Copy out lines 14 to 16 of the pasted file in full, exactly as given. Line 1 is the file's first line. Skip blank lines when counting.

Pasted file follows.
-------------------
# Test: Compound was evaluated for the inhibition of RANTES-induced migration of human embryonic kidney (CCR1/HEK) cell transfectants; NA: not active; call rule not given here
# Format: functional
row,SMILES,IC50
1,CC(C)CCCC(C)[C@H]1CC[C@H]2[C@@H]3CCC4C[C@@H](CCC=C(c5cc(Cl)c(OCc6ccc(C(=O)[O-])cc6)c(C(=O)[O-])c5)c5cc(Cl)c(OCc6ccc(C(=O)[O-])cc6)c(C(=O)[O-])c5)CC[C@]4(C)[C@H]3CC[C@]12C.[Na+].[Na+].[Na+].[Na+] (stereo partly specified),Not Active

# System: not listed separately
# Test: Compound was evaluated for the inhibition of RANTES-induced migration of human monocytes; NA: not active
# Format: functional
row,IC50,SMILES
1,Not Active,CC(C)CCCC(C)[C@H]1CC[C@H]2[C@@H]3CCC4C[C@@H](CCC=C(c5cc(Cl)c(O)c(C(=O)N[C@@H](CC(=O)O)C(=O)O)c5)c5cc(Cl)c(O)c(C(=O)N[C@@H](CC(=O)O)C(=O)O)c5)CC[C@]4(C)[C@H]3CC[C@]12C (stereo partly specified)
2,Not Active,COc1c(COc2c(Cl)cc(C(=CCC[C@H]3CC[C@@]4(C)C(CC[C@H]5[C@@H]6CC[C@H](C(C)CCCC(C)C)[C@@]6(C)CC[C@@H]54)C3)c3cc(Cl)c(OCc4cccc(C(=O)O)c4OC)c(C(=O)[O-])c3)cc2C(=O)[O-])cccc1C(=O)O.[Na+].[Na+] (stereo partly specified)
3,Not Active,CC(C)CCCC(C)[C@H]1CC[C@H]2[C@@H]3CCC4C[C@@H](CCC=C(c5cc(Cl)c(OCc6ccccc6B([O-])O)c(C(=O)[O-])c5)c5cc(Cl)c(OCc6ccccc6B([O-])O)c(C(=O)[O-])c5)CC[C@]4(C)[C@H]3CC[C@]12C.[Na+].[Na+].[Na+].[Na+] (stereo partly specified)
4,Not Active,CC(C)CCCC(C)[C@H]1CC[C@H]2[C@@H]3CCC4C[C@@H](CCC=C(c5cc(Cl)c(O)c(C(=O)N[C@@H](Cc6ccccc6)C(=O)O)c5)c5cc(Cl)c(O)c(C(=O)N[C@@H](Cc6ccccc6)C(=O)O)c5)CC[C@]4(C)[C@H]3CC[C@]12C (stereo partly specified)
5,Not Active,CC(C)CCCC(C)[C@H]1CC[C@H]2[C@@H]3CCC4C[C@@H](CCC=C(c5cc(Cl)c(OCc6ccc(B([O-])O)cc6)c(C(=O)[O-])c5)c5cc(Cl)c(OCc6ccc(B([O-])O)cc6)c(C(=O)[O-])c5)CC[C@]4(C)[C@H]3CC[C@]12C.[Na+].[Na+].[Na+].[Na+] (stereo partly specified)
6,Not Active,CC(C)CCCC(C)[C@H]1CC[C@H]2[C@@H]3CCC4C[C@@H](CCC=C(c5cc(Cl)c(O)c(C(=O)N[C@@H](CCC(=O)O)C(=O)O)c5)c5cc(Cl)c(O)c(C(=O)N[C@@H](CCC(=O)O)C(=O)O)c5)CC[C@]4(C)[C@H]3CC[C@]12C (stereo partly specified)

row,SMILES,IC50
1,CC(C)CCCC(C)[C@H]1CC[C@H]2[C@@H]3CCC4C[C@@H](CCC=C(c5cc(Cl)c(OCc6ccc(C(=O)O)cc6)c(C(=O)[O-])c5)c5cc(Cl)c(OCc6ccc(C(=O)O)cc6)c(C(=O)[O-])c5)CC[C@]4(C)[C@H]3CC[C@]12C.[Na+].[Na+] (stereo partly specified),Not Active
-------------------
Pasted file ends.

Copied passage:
6,Not Active,CC(C)CCCC(C)[C@H]1CC[C@H]2[C@@H]3CCC4C[C@@H](CCC=C(c5cc(Cl)c(O)c(C(=O)N[C@@H](CCC(=O)O)C(=O)O)c5)c5cc(Cl)c(O)c(C(=O)N[C@@H](CCC(=O)O)C(=O)O)c5)CC[C@]4(C)[C@H]3CC[C@]12C (stereo partly specified)

row,SMILES,IC50
1,CC(C)CCCC(C)[C@H]1CC[C@H]2[C@@H]3CCC4C[C@@H](CCC=C(c5cc(Cl)c(OCc6ccc(C(=O)O)cc6)c(C(=O)[O-])c5)c5cc(Cl)c(OCc6ccc(C(=O)O)cc6)c(C(=O)[O-])c5)CC[C@]4(C)[C@H]3CC[C@]12C.[Na+].[Na+] (stereo partly specified),Not Active